Nano Sensors Group | Illinois

Nano Sensors Group in the News


  • October 5, 2009 - University of Illinois and Pacific Northwest Laboratory Win NIH Economic Recovery Funding to Develop High Sensitivity Cancer Diagnostic Tests

    The National Institutes of Health awarded a grant under the American Recovery and Reinvestment Act (ARRA) to fund the development of diagnostic tests on bodily fluids to detect the presence of proteins that indicate the presence of cancer.  The project is a collaboration between the research groups of Prof. Brian T. Cunningham at the University of Illinois in Urbana-Champaign and Dr. Richard Zangar at Pacific Northwest National Laboratory in Richland, WA. 

    Cancerous cells within the body produce a specific set of proteins that enter the bloodstream, but those proteins are diluted to very low concentrations as they are distributed throughout the body.  Such proteins are known as “biomarkers” because their presence “marks” the presence of a developing tumor somewhere inside the body.  A single biomarker may not conclusively indicate a cancer diagnosis, but simultaneous identification of multiple biomarkers greatly increases the accuracy of a test.  Dr. Zangar leads a group of molecular biologists and surface chemists in the development of small chips that contain arrays of dozens of antibodies that specifically bind with protein biomarkers.  Such chips, called “protein microarrays” have demonstrated sensitivities down to 10-13 M (low pg/ml range) for detection of protein markers associated with breast cancer .  Separately, the Cunningham Group in the Bioengineering Department and Electrical and Computer Engineering Department at Illinois has developed special optical surfaces called “photonic crystals” that are capable of amplifying the output of fluorescent assays by over two orders of magnitude.  The photonic crystal surfaces are fabricated from plastic materials over large surface areas, and can be embedded into the surface of standard microscope slides.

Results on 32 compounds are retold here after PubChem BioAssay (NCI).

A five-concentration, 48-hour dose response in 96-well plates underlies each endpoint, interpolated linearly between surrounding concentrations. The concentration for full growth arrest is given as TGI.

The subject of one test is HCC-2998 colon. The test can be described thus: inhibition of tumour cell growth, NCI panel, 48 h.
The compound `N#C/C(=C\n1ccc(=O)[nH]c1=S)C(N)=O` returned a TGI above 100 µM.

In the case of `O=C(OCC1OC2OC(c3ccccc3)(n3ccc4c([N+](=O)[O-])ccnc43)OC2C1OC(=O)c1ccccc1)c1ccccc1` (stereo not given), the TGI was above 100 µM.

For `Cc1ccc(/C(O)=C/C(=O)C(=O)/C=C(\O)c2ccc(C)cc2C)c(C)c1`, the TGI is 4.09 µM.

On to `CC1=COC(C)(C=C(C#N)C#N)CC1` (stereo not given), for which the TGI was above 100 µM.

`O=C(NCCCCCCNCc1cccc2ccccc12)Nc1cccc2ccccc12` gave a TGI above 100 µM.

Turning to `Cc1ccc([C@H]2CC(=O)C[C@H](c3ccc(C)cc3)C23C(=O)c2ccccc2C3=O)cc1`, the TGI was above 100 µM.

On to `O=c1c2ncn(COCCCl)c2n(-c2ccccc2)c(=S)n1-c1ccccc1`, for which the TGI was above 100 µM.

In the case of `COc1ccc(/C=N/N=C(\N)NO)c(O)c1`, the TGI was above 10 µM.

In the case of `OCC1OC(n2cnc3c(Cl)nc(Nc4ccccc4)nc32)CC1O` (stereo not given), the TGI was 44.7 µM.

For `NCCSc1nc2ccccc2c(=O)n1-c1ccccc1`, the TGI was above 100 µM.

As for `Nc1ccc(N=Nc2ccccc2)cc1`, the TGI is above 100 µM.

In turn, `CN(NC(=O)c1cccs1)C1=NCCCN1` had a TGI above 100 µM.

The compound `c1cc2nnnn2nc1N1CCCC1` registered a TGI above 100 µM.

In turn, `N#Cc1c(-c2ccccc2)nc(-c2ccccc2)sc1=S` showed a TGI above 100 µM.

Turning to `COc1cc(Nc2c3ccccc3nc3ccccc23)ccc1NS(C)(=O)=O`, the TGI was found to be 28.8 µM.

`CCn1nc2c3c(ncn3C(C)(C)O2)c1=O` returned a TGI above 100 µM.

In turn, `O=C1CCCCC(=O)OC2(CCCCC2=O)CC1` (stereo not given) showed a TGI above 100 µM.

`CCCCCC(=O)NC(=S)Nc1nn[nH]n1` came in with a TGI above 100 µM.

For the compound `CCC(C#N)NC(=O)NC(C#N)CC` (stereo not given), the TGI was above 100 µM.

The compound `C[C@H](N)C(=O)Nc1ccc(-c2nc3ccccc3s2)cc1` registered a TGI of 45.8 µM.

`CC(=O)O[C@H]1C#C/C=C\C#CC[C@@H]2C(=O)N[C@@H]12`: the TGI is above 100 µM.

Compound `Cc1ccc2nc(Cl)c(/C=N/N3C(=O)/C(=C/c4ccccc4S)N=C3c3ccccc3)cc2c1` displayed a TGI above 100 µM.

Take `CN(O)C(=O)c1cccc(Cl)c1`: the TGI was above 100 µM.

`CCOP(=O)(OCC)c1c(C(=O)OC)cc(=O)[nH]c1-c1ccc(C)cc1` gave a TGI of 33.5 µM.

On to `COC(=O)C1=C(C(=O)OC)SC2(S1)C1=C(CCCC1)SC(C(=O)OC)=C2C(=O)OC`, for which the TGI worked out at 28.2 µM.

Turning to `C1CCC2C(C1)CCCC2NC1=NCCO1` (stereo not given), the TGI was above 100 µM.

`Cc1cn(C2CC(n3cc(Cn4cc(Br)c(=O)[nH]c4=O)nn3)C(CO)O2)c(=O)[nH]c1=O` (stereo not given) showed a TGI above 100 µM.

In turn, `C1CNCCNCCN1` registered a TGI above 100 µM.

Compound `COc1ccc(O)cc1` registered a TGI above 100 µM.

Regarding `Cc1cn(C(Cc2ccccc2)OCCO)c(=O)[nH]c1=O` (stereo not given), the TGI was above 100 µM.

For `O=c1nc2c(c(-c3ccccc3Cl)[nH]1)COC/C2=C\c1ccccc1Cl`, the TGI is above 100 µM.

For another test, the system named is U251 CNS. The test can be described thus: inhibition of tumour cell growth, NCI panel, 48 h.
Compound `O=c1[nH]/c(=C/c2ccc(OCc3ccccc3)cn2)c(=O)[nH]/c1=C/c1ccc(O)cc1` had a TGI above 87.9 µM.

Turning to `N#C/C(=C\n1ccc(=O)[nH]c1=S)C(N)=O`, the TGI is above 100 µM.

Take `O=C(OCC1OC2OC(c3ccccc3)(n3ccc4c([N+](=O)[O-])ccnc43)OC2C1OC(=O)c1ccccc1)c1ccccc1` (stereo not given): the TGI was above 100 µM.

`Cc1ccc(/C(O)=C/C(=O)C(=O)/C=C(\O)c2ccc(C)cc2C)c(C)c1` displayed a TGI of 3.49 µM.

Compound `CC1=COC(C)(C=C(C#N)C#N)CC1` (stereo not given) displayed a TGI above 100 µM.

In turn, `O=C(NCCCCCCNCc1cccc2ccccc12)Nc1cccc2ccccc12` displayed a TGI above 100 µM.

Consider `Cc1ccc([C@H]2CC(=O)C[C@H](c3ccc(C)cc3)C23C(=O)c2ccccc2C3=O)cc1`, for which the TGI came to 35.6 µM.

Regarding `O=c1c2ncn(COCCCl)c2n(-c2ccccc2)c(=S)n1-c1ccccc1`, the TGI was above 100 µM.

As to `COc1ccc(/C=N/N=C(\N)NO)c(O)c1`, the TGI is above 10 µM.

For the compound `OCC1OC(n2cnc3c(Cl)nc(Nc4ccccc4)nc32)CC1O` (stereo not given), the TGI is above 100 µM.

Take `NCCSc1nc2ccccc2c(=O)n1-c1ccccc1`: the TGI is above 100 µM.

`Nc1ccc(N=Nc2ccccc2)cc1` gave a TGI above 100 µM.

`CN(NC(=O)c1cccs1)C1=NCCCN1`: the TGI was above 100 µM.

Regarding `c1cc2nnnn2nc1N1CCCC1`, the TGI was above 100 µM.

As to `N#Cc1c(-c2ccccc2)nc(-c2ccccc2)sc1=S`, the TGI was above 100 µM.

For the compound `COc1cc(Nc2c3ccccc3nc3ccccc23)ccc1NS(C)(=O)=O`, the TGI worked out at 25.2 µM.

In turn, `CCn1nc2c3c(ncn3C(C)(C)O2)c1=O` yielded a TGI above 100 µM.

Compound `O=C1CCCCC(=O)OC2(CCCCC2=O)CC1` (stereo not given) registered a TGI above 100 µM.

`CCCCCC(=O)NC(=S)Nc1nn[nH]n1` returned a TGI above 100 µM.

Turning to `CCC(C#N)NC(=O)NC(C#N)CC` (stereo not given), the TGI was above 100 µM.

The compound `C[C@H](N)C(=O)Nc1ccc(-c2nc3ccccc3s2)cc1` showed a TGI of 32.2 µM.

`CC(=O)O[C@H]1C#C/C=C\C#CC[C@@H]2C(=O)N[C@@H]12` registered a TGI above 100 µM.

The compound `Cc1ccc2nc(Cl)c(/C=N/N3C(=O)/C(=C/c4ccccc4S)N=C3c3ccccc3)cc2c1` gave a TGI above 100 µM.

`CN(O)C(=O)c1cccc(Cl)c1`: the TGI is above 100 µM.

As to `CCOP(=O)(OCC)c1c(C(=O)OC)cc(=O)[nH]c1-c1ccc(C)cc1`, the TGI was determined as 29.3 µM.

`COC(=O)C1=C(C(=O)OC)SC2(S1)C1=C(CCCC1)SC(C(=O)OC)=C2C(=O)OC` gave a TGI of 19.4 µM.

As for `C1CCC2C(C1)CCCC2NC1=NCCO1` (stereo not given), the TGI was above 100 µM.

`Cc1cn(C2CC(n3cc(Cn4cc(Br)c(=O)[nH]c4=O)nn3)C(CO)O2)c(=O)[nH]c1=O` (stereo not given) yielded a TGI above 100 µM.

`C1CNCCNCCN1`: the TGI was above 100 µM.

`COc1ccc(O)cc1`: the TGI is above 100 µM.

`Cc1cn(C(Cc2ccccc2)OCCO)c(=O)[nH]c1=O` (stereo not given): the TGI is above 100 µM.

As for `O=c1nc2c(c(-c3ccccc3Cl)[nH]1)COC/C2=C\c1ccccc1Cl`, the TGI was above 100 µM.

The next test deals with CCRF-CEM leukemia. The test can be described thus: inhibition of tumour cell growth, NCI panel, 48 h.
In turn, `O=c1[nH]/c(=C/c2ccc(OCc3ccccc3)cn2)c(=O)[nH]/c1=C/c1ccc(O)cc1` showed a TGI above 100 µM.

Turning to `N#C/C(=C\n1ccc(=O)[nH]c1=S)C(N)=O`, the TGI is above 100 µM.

“The goal of the project is to combine Pacific Northwest Laboratory’s expertise in protein microarrays with our expertise with photonic crystal fluorescence enhancement,” says Prof. Cunningham.  “Using the photonic crystal, our goal is to push the detection sensitivity for protein biomarkers substantially below 1 picograms per milliliter, where a picogram is only one millionth of one millionth of a gram of protein.  By detecting biomarkers at lower concentrations, the presence of hidden tumors can be detected at an early stage, while the cancer is still treatable.  A rapid and inexpensive test could be performed periodically to screen for a wide array of biomarkers, and positive tests can be followed with imaging scans to locate the tumor.  My group has been following the outstanding results of the Zangar group for many years, and we are excited to have the opportunity to collaborate with them.”

    ” The lower the concentration of a cancer marker in blood, the more likely it is that the levels of that marker will be significantly increased by a small tumor, ”  Says Dr. Zangar.  “Therefore, the central goal of Cunningham’s laboratory, to improve assay sensitivity, is of great importance since success will mean an improved ability to detect cancer in its earliest stages, when the disease is more readily cured and treatment is generally less harsh and costly.”  The project will start in October, 2009 and continue for two years.